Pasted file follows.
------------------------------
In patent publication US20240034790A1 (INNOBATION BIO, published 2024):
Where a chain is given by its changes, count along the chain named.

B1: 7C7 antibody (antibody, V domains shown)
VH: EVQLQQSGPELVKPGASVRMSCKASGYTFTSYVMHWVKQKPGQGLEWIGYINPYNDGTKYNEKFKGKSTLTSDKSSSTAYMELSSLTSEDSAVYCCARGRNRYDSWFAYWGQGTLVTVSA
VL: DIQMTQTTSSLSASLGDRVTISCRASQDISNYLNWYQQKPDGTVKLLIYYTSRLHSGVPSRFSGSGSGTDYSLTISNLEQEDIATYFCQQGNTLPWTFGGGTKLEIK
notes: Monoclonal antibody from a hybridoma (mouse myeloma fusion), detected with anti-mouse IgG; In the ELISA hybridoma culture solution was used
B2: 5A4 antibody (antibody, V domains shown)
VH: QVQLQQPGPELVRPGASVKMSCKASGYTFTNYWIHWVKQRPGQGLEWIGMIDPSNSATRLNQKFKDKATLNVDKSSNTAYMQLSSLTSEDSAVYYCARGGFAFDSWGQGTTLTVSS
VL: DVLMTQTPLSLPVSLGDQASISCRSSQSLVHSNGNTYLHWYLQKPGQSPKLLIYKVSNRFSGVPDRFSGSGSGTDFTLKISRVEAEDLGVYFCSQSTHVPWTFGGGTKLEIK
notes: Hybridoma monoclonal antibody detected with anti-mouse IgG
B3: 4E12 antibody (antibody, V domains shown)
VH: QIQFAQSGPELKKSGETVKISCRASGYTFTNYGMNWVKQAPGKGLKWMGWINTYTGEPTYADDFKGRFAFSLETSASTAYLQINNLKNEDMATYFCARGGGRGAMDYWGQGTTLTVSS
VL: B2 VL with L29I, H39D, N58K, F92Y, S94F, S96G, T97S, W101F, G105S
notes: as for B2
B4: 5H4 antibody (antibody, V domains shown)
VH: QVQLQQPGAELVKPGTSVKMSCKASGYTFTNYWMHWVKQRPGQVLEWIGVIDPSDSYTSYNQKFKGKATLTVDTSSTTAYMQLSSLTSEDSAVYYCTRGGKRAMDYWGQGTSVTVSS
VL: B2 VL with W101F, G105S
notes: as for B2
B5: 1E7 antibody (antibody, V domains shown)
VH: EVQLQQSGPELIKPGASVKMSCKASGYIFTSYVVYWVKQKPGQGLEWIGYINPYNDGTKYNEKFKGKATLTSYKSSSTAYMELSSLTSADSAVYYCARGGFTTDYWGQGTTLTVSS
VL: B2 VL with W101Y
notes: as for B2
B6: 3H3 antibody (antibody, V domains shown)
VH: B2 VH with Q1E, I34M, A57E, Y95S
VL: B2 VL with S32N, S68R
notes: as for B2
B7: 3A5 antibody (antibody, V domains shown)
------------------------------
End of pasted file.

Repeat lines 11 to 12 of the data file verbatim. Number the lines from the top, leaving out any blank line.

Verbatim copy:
B3: 4E12 antibody (antibody, V domains shown)
VH: QIQFAQSGPELKKSGETVKISCRASGYTFTNYGMNWVKQAPGKGLKWMGWINTYTGEPTYADDFKGRFAFSLETSASTAYLQINNLKNEDMATYFCARGGGRGAMDYWGQGTTLTVSS